Categorised | Found in Malaysia

We sometimes forget the basics

DATUK Shahrir Abdul Samad is a political enigma. On one hand, he was stinging in his criticisms of the Pakatan Rakyat, implicitly justifying the Barisan Nasional (BN)’s takeover of Perak.

On the other hand, he has displayed maverick tendencies within Umno. He opposed the 2008 Internal Security Act (ISA) arrests of journalist Tan Hoon Cheng, the DAP’s Teresa Kok, and blogger Raja Petra Kamarudin, although he stopped short of demanding a repeal of the ISA.

He also resigned as Backbenchers Club chairperson in 2006, disappointed by lack of support for his call to refer a BN Member of Parliament (MP) accused of corruption to the Parliament’s Rights and Privileges Committee.

Back in the late 1980s when he was federal territory minister, Shahrir was sacked from Umno in the events leading to the 1988 judicial and constitutional crisis. He then resigned from his Johor Baru parliamentary seat, forcing a by-election.

He stood as an independent, and voters returned him to Parliament with a resounding victory. However, while Tengku Razaleigh Hamzah went on to form the opposition Semangat 46 party, Shahrir rejoined Umno a year after his by-election victory.

For an Umno veteran who has had one of the more interesting political careers in Malaysia, he does not talk much about his personal experiences of the country. True, he writes on his blog that he was born on 22 Nov 1949 in Kuantan, Pahang, to a family of teachers. And that his father, originally from Muar, Johor, was a civil servant who was posted all over the peninsula.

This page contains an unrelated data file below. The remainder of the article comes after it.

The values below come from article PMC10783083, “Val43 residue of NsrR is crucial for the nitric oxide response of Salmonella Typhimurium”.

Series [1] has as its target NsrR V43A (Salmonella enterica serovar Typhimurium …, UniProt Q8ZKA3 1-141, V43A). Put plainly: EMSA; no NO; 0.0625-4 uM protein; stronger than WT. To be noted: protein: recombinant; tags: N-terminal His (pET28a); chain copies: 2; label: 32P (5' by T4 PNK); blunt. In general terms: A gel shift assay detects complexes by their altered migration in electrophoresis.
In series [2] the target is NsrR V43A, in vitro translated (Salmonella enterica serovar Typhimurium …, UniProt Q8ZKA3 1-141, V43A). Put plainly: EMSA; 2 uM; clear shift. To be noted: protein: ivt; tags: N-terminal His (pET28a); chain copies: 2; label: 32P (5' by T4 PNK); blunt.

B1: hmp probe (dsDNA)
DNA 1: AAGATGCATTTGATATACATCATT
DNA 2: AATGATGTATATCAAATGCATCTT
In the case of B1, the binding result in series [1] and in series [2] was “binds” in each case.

But what does Shahrir want for and from Malaysia? What is his experience of Malaysia? Not merely as minister of domestic trade and consumer affairs, or even as Umno supreme council member, but also as a citizen? In this exclusive interview with Found in Malaysia, Shahrir talks about the experiences that shaped his outlook and his career.

Shahrir with then Supreme Court Lord President Raja Azlan Shah, being sworn in as Federal Territory minister (Pics courtesy of Datuk Shahrir Abdul Samad)

TNG: You write in your blog that you were born in Kuantan, and grew up in Kuala Pilah, Kota Baru, and Kuala Terengganu.  What is your strongest memory from these places that you grew up in that you can remember? An incident, a certain place, a person?

Datuk Shahrir Abdul Samad: There are too many memories. I remember being in Kuala Pilah. I remember traveling to Kuala Terengganu and Kota Baru. Those were the days of the Emergency. Then I remember the ferries; they had so many rivers to cross. And I remember the floods on the East Coast, and travelling in an army lorry to go across to get back to Kuala Terengganu [and] Kota Baru.

Did your school have a more mixed environment, racially?

It was definitely more Malay. Because I [studied] in the Malay College (Kuala Kangsar, or MCKK). But I think the most important thing was the teachers; the teachers were multiracial. We didn’t become racialist because we came from one race and environment. That, I think, is interesting in a sense.

We had Indian, Chinese, European teachers, and Malay teachers as well. So the example we took from them was that you just have to work hard and excel both academically and in sports.

We knew that our ambitions didn’t end with just attending Malay college. We knew we had to go further than that, to go to university and then — life.